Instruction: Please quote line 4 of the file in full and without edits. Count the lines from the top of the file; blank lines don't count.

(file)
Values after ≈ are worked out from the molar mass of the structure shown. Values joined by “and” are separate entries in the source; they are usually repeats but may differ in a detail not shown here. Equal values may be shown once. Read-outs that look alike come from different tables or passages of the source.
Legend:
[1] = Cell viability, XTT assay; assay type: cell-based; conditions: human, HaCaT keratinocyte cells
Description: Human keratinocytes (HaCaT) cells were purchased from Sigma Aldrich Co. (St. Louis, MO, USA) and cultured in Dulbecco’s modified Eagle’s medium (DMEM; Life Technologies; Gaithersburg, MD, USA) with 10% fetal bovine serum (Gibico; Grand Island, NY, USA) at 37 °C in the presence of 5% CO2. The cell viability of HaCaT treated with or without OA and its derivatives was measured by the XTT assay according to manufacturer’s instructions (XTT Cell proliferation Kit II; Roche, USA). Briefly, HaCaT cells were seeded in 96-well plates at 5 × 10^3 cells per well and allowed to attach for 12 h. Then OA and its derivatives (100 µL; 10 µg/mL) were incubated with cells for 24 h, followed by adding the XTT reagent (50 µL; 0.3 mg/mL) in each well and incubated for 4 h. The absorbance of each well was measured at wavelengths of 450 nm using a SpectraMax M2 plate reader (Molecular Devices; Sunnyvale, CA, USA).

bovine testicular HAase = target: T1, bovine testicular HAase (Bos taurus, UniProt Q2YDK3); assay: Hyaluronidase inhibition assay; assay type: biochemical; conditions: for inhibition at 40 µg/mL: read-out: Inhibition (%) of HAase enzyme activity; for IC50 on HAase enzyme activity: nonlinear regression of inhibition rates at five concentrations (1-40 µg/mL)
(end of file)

Description: Human keratinocytes (HaCaT) cells were purchased from Sigma Aldrich Co. (St. Louis, MO, USA) and cultured in Dulbecco’s modified Eagle’s medium (DMEM; Life Technologies; Gaithersburg, MD, USA) with 10% fetal bovine serum (Gibico; Grand Island, NY, USA) at 37 °C in the presence of 5% CO2. The cell viability of HaCaT treated with or without OA and its derivatives was measured by the XTT assay according to manufacturer’s instructions (XTT Cell proliferation Kit II; Roche, USA). Briefly, HaCaT cells were seeded in 96-well plates at 5 × 10^3 cells per well and allowed to attach for 12 h. Then OA and its derivatives (100 µL; 10 µg/mL) were incubated with cells for 24 h, followed by adding the XTT reagent (50 µL; 0.3 mg/mL) in each well and incubated for 4 h. The absorbance of each well was measured at wavelengths of 450 nm using a SpectraMax M2 plate reader (Molecular Devices; Sunnyvale, CA, USA).